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ASG passed four resolutions, moves forward in reform discussions

GREENSBORO — The past few months for the UNC-system Association of Student Governments have been rocky — an October meeting ended with a single proposed and failed resolution, UNC-CH students almost voted to leave the organization and the association canceled its December reform meeting.

But this weekend, members of the association finally sat down and passed four resolutions.

ASG, composed of student delegates from all 17 UNC-system schools and funded by an annual $1 student fee, meets monthly to discuss student advocacy initiatives. It met this weekend at UNC-Greensboro and N.C. Agricultural & Technical State University.

Friday’s meeting focused on plans to alter ASG’s structure, including proposals to combine committees, limit the number of delegates at meetings to two and separate elections of the senior vice president and president and limit stipends to four positions.

Although these reforms were not finalized, N.C. State University Student Body President Alex Parker made a Google Drive document to continue discussion among leaders to assure that final reforms can be established next month.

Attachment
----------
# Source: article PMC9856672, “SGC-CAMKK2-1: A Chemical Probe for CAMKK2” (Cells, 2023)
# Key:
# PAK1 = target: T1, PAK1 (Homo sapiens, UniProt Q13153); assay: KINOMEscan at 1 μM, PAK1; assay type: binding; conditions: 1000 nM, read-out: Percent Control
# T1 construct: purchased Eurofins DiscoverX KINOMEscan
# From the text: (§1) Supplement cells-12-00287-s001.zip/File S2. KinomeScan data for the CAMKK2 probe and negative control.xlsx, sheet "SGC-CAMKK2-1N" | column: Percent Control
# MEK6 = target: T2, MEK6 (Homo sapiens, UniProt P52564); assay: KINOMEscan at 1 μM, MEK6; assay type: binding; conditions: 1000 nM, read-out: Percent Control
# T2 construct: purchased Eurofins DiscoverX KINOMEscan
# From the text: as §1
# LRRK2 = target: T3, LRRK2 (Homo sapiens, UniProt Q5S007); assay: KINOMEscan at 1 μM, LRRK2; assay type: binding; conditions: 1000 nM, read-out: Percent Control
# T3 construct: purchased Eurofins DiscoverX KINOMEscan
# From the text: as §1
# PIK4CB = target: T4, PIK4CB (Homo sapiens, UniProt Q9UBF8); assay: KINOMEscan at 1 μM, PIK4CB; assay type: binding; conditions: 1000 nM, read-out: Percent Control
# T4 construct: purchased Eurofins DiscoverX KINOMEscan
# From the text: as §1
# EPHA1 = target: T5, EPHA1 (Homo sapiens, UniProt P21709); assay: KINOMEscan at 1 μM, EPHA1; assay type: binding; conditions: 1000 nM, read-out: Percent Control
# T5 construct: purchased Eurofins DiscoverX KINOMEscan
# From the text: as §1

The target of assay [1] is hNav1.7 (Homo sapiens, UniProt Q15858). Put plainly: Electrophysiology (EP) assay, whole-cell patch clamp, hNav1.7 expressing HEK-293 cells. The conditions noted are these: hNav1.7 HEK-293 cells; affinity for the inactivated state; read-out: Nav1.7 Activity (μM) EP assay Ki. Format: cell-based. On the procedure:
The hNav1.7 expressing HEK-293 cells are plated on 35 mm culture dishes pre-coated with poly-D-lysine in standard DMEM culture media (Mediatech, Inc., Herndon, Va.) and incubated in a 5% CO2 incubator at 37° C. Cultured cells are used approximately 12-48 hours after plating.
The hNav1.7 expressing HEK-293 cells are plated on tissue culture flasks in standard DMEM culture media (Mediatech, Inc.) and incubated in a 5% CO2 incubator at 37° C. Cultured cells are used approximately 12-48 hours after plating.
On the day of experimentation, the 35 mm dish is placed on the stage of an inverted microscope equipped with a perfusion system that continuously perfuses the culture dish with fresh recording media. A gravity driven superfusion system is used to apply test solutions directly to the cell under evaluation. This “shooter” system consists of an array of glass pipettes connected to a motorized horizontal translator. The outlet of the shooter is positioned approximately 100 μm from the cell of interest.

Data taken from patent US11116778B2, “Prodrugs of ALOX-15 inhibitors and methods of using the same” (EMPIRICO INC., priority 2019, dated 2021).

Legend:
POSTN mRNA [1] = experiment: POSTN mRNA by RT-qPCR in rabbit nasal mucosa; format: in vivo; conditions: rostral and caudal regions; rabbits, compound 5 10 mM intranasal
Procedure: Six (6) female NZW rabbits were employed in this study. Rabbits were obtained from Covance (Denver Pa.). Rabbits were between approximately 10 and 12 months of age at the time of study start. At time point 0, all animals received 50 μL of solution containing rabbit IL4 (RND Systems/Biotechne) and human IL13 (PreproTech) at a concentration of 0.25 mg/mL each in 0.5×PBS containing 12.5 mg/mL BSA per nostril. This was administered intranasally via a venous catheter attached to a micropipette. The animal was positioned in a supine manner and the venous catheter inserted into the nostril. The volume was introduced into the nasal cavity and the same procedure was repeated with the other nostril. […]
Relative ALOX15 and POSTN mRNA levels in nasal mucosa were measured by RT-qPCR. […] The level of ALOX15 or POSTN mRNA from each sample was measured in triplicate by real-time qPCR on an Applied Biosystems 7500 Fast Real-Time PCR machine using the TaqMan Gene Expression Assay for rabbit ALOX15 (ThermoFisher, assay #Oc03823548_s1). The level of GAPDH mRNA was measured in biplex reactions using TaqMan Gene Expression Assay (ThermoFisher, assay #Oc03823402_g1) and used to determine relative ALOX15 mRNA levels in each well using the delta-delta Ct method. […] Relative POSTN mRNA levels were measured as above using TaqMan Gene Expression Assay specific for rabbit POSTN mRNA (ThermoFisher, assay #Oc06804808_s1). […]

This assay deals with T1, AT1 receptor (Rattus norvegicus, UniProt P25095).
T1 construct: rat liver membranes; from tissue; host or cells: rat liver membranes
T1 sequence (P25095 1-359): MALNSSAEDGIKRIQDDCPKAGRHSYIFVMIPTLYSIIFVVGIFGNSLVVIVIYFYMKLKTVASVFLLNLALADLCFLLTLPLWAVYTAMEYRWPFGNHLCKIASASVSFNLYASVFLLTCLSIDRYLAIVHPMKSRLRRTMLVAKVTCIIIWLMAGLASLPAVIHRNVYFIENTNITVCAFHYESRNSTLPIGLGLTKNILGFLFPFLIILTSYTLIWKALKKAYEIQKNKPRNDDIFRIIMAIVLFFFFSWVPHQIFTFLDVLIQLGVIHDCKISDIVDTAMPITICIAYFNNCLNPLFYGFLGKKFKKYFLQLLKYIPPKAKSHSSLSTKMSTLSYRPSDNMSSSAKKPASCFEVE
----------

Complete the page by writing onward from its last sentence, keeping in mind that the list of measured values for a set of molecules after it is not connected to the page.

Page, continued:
Out of seven proposals introduced , three were tabled, including a resolution to add an A-plus to the systemwide grading scale, and the rest were passed.

The association passed resolutions in support for on-campus fee increases at certain schools and the establishment of in-state tuition rates for military students. Members also drafted a plan for financial literacy lectures for students.

Connor Brady, speaker of UNC-CH Student Congress, gave the only dissenting vote on fee increases.

The financial literacy courses for students will be established using discretionary money from the $1 student fee — each system school will receive $1,000.

“This is a way that ASG can have a tangible effect on students,” said Rusty Mau, delegate from NCSU.

Dylan Russell, student body president at Appalachian State University, initiated conversation on solutions to upcoming voter ID restrictions, which will bar university IDs from the polls — suggesting the adoption of a UNC-system ID card.

He said one of the concerns that led to the state law is that university IDs are too easily duplicated.

UNC-Asheville Student Body President Leigh Whittaker suggested a systemwide seal on student ID cards.

The discussion ended with a promise to continue debate during the next meeting, potentially bringing the resolution directly to the UNC-system Board of Governors.

Another tabled resolution — to raise awareness of the use of conflict minerals from the Congo in technology — was proposed by Zach Ferguson, a UNC-CH Student Congress representative and the first ever non-ASG delegate to introduce a proposal.

For many students, the meeting was a step in the right direction.

“We’re moving forward because we’re not behind emails and articles anymore, we’re back in person again,” said Jalynn Jones, student body president at Fayetteville State University. “Each meeting is getting better and better.”

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